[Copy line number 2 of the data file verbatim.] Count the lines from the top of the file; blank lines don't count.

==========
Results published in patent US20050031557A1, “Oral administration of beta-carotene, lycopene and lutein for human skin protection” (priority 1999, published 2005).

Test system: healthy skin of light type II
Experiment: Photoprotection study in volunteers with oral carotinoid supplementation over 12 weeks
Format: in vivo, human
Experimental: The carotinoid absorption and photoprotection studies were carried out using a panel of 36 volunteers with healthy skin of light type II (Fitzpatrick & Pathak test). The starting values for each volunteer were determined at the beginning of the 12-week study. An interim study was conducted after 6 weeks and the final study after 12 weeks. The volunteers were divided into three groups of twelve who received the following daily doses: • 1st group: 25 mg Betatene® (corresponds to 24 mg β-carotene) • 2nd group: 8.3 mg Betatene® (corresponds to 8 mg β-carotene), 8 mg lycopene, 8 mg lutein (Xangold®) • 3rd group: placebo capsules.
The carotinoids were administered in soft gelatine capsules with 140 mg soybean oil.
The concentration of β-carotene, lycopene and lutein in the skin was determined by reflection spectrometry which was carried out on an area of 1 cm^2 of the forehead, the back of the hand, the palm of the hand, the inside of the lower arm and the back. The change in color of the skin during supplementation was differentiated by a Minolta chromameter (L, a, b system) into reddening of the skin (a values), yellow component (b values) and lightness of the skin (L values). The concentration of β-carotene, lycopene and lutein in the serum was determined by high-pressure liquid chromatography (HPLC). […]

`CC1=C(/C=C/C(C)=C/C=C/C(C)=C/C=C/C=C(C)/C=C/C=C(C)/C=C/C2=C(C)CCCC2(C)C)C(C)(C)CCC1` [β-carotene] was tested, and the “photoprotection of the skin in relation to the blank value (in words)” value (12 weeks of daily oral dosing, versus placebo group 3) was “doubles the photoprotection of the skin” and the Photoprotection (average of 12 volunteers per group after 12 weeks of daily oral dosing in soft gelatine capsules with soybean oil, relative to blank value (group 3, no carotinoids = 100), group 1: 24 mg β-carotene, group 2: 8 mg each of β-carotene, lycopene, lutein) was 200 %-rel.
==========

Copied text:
Test system: healthy skin of light type II